Soldiers killed in riots after new attack by Houthis in Marib province, reports say.
A new bout of front-line fighting in Yemen has disrupted diplomatic efforts to extend a United Nations-brokered cease-fire agreement that has largely stood since it expired six months ago.
Military and government sources told news agencies the clashes broke out late on Tuesday when Houthi rebels, who control most of northern Yemen, launched an attack on Harib district, in the oil-rich Marib province.
The Houthis “made progress on that front, displacing dozens of families,” one of the sources told AFP, speaking on condition of anonymity.
“At least 10 soldiers were killed, in addition to an unknown number of attackers,” the source added.
Separate sources quoted by Reuters said the number of casualties in the fighting was unknown.
There was no immediate comment from the Houthis.
Yemen has been marred by bloody conflict since Iran-linked Houthis seized the capital Sanaa in late 2014, prompting a Saudi-led military coalition to intervene in March 2015 in support of the internationally recognized government.
The war has killed hundreds of thousands of people, displaced millions from their homes and sparked what the United Nations has described as one of the world’s worst humanitarian crises. More than 23.4 million people, or three quarters of Yemen’s population, are in need of assistance, including 2.2 million young people who are acutely malnourished.
More than eight years after the fighting, the Houthis are still in control of the north of the country, but Marib – about 120 km east of Sanaa – has remained a stronghold under the government now based in the southern port city of Sanaa. Aden.
The UN-backed ceasefire initially came into effect in April 2022, raising hopes for an extended lull in the fighting. The deal expired in October, but the fighting has largely been suspended.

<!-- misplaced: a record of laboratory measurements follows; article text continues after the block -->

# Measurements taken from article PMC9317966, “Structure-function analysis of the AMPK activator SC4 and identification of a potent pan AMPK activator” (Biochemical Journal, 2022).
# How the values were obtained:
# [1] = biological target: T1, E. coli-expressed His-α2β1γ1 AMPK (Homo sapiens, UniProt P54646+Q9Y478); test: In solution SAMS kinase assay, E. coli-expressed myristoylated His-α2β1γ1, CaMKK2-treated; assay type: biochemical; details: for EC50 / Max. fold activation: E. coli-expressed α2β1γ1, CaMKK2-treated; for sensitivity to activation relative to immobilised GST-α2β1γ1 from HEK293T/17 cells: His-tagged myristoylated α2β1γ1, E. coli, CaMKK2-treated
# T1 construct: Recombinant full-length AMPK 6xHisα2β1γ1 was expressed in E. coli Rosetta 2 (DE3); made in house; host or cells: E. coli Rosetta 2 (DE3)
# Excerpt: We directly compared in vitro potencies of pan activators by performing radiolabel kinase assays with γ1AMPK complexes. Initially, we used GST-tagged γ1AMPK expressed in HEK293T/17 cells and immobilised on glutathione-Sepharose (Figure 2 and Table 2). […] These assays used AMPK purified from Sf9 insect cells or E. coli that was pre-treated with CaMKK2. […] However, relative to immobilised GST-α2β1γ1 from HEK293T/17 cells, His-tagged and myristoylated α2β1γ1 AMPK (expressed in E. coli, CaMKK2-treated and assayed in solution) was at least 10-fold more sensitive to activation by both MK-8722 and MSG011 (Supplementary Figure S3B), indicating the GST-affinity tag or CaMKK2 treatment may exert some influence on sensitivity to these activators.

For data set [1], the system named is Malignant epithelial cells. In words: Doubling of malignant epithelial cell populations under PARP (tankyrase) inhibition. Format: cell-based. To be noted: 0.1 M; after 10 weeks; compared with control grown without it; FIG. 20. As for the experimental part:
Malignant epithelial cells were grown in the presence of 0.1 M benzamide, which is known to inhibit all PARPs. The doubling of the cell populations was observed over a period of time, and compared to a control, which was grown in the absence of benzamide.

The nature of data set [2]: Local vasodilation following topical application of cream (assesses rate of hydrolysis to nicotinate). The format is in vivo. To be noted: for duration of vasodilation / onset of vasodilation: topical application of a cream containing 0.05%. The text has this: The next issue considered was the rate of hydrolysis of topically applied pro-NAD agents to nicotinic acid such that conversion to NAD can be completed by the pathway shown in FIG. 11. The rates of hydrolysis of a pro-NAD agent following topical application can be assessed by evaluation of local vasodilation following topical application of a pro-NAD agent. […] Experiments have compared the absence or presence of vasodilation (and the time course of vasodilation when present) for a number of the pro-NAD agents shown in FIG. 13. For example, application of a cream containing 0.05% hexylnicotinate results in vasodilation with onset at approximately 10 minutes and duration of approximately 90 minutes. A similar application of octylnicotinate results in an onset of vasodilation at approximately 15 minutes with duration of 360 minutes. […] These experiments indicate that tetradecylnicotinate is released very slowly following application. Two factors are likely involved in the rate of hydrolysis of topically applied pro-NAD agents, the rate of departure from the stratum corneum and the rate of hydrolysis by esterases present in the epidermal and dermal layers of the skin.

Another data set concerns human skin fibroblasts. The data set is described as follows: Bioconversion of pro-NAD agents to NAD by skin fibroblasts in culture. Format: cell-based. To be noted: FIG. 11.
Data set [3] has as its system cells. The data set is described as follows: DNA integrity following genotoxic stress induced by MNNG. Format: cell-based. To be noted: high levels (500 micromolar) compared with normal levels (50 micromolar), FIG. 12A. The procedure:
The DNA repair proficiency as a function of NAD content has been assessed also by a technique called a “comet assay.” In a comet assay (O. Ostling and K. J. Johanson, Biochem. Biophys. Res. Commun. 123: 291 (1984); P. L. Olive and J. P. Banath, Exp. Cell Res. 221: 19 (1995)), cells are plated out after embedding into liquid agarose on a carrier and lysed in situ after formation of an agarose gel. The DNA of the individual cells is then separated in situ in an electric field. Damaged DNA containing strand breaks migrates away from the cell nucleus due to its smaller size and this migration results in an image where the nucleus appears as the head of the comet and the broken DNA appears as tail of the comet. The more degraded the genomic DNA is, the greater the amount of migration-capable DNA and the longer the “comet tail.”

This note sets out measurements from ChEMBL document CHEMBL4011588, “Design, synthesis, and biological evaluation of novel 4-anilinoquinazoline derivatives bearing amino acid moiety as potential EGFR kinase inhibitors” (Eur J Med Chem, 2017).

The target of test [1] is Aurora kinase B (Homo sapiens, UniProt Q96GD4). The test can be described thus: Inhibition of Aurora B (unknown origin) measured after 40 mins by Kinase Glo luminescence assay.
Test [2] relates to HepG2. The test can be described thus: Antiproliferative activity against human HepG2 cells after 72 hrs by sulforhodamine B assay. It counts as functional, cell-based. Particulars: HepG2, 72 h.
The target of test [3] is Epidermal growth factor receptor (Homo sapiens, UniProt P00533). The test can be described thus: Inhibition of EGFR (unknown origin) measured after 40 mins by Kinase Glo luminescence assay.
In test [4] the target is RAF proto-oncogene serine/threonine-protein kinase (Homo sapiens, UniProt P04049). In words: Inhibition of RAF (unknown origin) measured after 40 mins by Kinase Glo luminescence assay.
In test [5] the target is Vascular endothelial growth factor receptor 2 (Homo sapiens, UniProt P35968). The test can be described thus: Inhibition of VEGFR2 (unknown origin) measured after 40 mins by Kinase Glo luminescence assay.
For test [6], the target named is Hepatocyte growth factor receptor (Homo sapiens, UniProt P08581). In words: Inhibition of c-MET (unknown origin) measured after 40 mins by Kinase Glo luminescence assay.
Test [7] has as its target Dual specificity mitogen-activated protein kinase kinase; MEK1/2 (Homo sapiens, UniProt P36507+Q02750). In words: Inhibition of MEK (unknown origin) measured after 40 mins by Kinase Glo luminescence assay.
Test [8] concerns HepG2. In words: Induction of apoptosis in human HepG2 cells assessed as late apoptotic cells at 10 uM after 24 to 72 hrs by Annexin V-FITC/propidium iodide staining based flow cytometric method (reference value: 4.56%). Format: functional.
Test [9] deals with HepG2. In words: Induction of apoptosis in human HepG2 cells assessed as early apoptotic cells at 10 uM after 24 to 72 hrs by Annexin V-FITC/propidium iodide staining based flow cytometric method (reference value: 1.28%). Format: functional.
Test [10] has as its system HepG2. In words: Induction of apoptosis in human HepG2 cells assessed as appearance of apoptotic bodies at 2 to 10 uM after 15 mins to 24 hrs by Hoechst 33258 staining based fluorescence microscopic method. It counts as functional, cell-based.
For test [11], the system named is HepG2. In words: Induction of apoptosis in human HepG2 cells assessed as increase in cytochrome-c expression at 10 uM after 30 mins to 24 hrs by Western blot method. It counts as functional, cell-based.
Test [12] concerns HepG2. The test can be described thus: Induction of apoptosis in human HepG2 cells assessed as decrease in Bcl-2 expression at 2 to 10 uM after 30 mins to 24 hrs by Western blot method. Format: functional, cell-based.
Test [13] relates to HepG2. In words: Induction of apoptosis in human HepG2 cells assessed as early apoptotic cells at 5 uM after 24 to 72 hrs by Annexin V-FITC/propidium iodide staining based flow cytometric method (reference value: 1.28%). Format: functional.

Last week, Hans Grundberg, the UN’s special envoy to Yemen, said the overall military situation in the country remains “relatively stable” and other elements of the ceasefire are still being implemented, though he was concerned about the rise in the number of and intensity of clashes in several front-line areas, including Marib and Taiz, which lie in the southwest of the country.
Grundberg told the UN Security Council that there has also been “a step change in the scope and depth of talks” and called on warring parties to “seize the opportunities” created by new regional and international momentum, including a recent agreement between Saudi Arabia and Iran restore ties after years of tensions.
In a sign of détente, the government and the Houthis agreed on Monday to exchange about 880 detainees amid talks in Switzerland facilitated by the UN and the International Committee of the Red Cross.
Representatives from both sides have also welcomed the Chinese-brokered rapprochement between Riyadh and Tehran, but some analysts are skeptical about its impact on the situation in Yemen.
“I don’t think the Saudi-Iran deal will largely affect the Yemeni dossier,” Adel Dashela, a Yemeni political researcher and author, told Al Jazeera. “It is not easy to end the Houthi takeover of Sanaa, recover seized state weapons and force them to cease using weapons.”